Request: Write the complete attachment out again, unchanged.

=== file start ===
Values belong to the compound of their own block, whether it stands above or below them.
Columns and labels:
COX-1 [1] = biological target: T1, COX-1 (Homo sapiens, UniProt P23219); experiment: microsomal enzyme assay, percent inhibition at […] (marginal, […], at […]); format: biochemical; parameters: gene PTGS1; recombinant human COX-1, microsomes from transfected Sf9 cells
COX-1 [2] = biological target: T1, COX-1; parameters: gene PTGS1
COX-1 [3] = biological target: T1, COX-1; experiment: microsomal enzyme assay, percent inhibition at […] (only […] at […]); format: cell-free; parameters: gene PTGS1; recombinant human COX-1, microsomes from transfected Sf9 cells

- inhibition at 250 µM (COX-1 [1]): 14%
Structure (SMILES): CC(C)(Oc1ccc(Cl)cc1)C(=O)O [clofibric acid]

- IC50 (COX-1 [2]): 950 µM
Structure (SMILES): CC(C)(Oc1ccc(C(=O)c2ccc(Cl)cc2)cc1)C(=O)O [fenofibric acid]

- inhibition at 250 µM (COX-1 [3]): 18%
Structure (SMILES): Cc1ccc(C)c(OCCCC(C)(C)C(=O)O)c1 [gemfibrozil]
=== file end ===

Values belong to the compound of their own block, whether it stands above or below them.
Columns and labels:
COX-1 [1] = biological target: T1, COX-1 (Homo sapiens, UniProt P23219); experiment: microsomal enzyme assay, percent inhibition at […] (marginal, […], at […]); format: biochemical; parameters: gene PTGS1; recombinant human COX-1, microsomes from transfected Sf9 cells
COX-1 [2] = biological target: T1, COX-1; parameters: gene PTGS1
COX-1 [3] = biological target: T1, COX-1; experiment: microsomal enzyme assay, percent inhibition at […] (only […] at […]); format: cell-free; parameters: gene PTGS1; recombinant human COX-1, microsomes from transfected Sf9 cells

- inhibition at 250 µM (COX-1 [1]): 14%
Structure (SMILES): CC(C)(Oc1ccc(Cl)cc1)C(=O)O [clofibric acid]

- IC50 (COX-1 [2]): 950 µM
Structure (SMILES): CC(C)(Oc1ccc(C(=O)c2ccc(Cl)cc2)cc1)C(=O)O [fenofibric acid]

- inhibition at 250 µM (COX-1 [3]): 18%
Structure (SMILES): Cc1ccc(C)c(OCCCC(C)(C)C(=O)O)c1 [gemfibrozil]